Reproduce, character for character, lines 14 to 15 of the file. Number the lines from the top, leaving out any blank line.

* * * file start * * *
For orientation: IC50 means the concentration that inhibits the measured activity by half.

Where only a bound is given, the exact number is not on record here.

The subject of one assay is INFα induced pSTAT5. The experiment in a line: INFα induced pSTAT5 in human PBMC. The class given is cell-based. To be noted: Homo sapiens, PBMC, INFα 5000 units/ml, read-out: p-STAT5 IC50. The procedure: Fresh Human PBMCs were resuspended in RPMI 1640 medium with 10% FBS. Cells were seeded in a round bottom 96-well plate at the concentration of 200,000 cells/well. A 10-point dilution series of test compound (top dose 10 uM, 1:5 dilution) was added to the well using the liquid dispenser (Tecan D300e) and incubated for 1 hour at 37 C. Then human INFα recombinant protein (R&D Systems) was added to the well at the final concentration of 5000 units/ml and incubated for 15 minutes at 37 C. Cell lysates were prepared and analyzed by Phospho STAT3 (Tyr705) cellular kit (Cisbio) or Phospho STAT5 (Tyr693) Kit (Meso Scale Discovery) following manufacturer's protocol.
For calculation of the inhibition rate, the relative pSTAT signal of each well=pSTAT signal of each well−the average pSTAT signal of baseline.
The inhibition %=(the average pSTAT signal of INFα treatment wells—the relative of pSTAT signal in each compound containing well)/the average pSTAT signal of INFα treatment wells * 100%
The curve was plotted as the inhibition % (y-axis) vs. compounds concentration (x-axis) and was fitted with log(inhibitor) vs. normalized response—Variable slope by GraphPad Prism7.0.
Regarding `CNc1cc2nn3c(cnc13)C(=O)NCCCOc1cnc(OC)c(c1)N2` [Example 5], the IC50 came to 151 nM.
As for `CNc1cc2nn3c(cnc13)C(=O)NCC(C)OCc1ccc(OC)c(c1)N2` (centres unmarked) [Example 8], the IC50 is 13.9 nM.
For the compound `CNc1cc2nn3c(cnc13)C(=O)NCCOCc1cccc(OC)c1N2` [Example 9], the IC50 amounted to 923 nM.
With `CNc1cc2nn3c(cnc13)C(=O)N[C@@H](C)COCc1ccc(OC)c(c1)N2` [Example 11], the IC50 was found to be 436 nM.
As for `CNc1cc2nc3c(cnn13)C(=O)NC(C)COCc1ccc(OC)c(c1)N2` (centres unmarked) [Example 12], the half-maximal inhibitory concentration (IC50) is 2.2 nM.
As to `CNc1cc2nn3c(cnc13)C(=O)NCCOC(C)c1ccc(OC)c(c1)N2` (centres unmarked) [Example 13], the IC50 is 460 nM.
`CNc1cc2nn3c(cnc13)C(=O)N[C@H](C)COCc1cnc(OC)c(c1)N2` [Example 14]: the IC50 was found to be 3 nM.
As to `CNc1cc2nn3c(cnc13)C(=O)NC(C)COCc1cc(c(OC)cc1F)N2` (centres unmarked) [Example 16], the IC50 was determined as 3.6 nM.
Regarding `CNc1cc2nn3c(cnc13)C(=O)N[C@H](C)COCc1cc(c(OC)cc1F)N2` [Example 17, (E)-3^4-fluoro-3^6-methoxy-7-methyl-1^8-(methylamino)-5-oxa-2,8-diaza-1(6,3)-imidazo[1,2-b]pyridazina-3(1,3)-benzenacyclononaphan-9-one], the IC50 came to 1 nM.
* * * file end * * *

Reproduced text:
As to `CNc1cc2nn3c(cnc13)C(=O)NC(C)COCc1cc(c(OC)cc1F)N2` (centres unmarked) [Example 16], the IC50 was determined as 3.6 nM.
Regarding `CNc1cc2nn3c(cnc13)C(=O)N[C@H](C)COCc1cc(c(OC)cc1F)N2` [Example 17, (E)-3^4-fluoro-3^6-methoxy-7-methyl-1^8-(methylamino)-5-oxa-2,8-diaza-1(6,3)-imidazo[1,2-b]pyridazina-3(1,3)-benzenacyclononaphan-9-one], the IC50 came to 1 nM.